Halloween where I live is interesting. The whole town pretty much gathers around the central monument here, holds a parade around it with all the kids (and some adults) in costume, and the kids trick or treat as they go. This is good because it's kind of cool to see the community come together and have fun like this. This is bad because they're all in one spot and when you're walking your small children from door to door, you have to deal with rude, inconsiderate, oblivious, pushy kids and the rude, inconsiderate, oblivious, pushy parents who raise them. This seems to be about 90% of the population here.
But we do have a few families here who are friendly to us (When you were not born here and did not grow up here, it takes a while to break the ice with the locals. Many people here still give us the "stink eye" ... there's a sort of Innsmouth Look to these people, but I digress.) and we managed to hook up with them this evening.
The talking was the usual stuff - how cute each others' kids looked, what a great time it was this year, how much candy they got - when one of them mentioned someone called "The Switch Witch" who may come later. When they saw the bewildered look on my face, they decided to explain.
Apparently, The Switch Witch will come later on Halloween night, and if the child wants to give some candy to the Switch Witch, she will leave behind a toy. The more candy you give, the better toy you get. I immediately wondered why someone would make this up.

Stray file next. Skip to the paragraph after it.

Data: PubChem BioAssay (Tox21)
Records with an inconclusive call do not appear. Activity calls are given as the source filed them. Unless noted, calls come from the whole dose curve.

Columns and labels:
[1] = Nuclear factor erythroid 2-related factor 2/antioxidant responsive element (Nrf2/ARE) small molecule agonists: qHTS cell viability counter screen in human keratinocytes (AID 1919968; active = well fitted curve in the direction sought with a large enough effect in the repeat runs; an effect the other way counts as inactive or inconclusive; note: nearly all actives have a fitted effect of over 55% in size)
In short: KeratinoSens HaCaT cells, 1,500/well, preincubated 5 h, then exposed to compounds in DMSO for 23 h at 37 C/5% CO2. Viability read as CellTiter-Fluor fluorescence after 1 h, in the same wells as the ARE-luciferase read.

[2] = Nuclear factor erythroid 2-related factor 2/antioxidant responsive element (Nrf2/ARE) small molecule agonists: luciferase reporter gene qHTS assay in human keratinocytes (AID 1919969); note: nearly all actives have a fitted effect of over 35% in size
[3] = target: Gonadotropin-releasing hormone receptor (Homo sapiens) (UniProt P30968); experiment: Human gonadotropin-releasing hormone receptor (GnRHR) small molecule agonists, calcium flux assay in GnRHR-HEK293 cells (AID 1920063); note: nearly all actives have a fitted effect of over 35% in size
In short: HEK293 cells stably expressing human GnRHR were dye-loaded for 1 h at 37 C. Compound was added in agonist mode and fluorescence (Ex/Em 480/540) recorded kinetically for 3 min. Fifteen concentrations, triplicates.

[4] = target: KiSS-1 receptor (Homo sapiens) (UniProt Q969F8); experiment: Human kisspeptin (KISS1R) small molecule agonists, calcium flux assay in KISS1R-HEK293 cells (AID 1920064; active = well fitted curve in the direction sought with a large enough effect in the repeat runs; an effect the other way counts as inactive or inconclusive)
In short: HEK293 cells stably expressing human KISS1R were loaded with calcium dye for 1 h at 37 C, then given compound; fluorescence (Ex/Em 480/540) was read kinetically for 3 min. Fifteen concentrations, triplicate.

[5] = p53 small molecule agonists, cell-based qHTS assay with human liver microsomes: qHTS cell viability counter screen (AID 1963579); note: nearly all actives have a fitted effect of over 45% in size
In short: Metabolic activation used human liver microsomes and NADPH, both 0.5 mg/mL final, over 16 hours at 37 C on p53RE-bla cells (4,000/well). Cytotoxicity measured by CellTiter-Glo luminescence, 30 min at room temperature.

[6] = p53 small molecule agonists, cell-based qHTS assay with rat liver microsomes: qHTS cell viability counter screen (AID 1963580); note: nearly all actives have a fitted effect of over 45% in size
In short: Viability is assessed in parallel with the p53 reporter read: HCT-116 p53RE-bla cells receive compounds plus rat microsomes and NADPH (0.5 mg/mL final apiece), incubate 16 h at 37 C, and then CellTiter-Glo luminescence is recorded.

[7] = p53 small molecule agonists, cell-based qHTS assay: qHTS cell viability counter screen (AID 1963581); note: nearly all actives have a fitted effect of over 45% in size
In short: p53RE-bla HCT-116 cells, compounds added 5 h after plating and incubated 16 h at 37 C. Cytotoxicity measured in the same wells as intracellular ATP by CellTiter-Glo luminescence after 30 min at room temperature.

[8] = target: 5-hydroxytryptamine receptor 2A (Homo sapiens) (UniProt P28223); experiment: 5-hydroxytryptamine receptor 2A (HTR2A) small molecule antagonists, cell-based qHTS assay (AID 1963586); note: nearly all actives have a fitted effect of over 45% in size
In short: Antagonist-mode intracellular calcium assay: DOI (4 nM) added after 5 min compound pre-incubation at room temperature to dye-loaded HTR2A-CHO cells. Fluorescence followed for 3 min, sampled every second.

My guess is this is done so the child does not have a lot of candy left, and therefore does not consume a lot of candy. Basically, bribe them out of their candy with a toy.
I guess that's one way to do it. We don't want you to over-consume, so we will try to get you to take less, and compensate you for what you give up. I'm guessing the McCain campaign and the far right would find some way to call this socialist re-distribution of candy the work of Barack Obama.
I'd rather let my children keep all the candy they get, and learn to moderate their consumption in a supervised way. For a few reasons:
1. I'd rather my children learn to responsibly handle incidences of "excess".
2. I'd rather they not develop the idea that candy and toys are fungible commodities and they need to get their hands on all the candy they can, so they can then immediately convert it into an equivalent value in toys.
3. They have enough damned toys between Christmas, birthdays, adoring grandparents, aunts, uncles, and "soft" parents. They have enough of an annual "expectation", they don't need any more.
4. The excess candy would just add pounds to my body and inches to my gut. C'mon, you don't think I'd throw it away, do you?!?!
5. For Chrissake, it's just CANDY. They're KIDS. They were meant to be together.
Then again, I could be accused of taking a joyous and wondrous thing for kids - an Autumn "Santa Clause" if you will - and ruining it.
Whatever. The Great Pumpkin never came to Linus, I don't think the Switch Witch will ever come to our house.
In short: The Mechanic (1972)
20 hours ago